Best Buy Banking On Amy Poehler To Break Its Super Bowl Ad Losing Streak

Amy Poehler will be the star of this year's Best Buy Super Bowl ad, but will shoppers care?

Amy Poehler will be the star of this year’s Best Buy Super Bowl ad, but will shoppers care?

In 2011, Best Buy joined the exclusive club of Super Bowl advertisers to promote a buy-back program (which we spoiled weeks in advance) that has all but vanished. Last year, it hired a roster of tech biggies to bolster its image as a knowledgeable electronics retailer — and was greeted by chirping crickets.

But of course, in the 12 months since the NY Giants did the one thing I can’t hate them for (making Tom Brady sad), Best Buy has lost a CEO to scandal, had its founder and chairman of the board step down, only to attempt to buy the company back from shareholders.

Best Buy’s new leadership is getting its attempt to win with a Super Bowl ad, and it appears they have gone a more traditional route — bringing in a celebrity ringer.

Amy Poehler, former Saturday Night Live-er and current star of NBC’s Parks & Recreation (not to mention her recent hosting gig at the Golden Globes), is being called on to kick the 64-yard field goal that the Minnesota-based retailer needs to improve its public image.

“Amy is this comedic everyperson who can make things simple,” some guy from Best Buy tells the AP. “And Best Buy is trying to accomplish the same thing — making technology simple.”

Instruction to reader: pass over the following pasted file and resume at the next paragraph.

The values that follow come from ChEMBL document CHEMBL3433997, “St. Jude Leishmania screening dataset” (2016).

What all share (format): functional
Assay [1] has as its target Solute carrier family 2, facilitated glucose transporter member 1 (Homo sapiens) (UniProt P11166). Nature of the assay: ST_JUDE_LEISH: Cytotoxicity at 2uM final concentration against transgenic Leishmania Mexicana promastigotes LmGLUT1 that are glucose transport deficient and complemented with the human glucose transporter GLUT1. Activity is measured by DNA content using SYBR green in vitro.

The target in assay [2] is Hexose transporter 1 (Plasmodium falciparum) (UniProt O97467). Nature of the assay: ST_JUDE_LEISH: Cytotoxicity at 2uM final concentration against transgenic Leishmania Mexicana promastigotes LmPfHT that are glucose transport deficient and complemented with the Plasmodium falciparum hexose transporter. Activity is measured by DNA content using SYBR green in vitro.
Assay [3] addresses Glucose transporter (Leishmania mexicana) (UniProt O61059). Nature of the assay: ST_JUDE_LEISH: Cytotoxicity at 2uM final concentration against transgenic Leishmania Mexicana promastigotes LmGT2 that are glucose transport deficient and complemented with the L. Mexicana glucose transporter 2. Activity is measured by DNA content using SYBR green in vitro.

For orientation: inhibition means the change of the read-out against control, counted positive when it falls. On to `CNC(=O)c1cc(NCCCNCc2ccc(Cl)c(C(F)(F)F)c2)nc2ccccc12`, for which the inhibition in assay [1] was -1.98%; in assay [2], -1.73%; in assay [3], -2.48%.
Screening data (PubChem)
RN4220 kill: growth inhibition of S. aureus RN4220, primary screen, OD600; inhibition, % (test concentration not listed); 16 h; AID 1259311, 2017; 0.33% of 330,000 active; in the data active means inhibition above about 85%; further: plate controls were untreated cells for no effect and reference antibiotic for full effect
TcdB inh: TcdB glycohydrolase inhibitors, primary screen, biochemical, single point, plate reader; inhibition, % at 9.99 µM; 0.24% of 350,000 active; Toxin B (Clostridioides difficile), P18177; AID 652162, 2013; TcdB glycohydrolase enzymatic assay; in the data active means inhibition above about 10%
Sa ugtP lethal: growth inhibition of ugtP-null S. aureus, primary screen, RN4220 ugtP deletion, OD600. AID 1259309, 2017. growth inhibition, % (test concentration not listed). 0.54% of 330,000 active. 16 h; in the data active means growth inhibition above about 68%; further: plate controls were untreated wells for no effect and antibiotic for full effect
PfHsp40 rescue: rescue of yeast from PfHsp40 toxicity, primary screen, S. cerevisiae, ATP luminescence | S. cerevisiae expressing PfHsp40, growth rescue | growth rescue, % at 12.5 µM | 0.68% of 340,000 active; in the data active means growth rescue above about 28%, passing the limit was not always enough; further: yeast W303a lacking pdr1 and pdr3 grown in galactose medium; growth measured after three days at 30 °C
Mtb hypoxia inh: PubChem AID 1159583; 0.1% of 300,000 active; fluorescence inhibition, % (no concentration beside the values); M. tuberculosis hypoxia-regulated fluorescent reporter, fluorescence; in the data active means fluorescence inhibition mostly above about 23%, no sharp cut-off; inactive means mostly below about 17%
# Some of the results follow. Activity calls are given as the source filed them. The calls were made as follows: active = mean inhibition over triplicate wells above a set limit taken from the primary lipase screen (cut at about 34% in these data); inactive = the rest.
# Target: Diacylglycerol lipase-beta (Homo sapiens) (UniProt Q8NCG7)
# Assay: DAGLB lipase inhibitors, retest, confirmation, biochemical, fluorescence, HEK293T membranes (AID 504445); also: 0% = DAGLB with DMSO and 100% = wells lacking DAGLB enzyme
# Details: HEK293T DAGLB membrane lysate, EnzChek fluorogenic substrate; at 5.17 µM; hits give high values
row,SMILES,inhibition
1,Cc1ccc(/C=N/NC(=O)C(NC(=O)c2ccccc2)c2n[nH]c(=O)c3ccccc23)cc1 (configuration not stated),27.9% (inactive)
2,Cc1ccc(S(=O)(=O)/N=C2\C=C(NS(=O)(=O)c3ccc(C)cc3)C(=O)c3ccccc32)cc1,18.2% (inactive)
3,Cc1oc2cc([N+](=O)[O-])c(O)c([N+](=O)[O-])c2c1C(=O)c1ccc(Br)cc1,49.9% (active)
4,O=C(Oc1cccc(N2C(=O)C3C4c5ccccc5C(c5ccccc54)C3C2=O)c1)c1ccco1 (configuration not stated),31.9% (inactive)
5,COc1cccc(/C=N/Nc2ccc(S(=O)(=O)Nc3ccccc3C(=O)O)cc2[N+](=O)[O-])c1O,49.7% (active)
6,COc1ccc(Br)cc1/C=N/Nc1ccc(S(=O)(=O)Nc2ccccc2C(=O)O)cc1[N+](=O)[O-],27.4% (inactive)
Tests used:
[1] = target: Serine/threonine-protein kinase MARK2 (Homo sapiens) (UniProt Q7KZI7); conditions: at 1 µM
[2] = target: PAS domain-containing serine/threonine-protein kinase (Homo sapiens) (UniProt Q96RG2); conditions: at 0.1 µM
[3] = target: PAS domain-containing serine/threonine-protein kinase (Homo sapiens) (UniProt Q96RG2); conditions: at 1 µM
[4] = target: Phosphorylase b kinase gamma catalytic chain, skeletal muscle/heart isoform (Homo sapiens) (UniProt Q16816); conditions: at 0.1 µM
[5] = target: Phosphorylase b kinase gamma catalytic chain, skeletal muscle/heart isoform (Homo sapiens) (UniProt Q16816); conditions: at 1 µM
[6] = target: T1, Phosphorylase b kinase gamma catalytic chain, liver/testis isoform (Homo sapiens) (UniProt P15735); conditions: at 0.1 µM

It looks like Poehler will play a Best Buy customer, one who presumably asks puzzlingly hilarious questions of the store’s blue-shirted employees.

“It was kind of a riffing, improv sort of style within a script framework,” said the Best Buy guy, who really just wants to direct. “She had a lot of creative control, and I’m really glad we did it that way because we got to a place we never could have gotten to on our own.”

But even if the commercial is funny, will it convince customers to shop at the store when going online is often the easier (and less expensive) option?

In a time when even those consumers who aren’t struggling financially are more money-savvy than they were five years ago, humorous ads and a famous face are often insufficient reasons for shoppers to patronize a store.